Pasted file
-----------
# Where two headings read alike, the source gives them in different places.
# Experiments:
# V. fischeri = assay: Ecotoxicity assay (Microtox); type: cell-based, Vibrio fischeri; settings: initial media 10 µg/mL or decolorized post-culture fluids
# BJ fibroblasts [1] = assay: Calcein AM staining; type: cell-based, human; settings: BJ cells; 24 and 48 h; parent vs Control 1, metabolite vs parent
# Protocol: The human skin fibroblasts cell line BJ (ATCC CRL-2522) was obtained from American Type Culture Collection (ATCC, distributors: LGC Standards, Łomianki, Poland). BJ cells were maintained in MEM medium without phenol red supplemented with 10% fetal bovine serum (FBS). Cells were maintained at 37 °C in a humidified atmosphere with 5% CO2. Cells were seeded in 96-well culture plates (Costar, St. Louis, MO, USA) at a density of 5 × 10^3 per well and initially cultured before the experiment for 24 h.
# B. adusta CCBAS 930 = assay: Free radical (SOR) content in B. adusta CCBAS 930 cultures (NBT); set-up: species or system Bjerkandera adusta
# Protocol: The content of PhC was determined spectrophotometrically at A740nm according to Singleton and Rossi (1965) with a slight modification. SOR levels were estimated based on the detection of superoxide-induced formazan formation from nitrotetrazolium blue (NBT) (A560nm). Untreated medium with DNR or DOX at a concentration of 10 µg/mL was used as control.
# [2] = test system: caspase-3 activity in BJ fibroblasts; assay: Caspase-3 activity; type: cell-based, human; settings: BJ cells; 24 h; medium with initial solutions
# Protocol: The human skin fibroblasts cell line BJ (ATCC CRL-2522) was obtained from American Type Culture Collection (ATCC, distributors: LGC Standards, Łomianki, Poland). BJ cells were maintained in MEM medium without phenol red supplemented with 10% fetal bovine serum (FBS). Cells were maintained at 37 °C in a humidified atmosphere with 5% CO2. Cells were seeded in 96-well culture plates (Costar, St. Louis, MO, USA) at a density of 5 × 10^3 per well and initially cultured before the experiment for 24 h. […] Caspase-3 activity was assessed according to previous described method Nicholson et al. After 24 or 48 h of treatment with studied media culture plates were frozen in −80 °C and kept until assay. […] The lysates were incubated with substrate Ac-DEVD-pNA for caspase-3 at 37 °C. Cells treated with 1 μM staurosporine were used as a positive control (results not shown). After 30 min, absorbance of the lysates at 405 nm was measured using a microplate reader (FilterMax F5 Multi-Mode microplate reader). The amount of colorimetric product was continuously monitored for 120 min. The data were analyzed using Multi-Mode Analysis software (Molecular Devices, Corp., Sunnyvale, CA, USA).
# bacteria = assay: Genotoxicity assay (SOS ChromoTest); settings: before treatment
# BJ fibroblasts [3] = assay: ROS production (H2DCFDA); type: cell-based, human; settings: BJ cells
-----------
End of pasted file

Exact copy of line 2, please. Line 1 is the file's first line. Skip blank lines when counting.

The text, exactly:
# Experiments: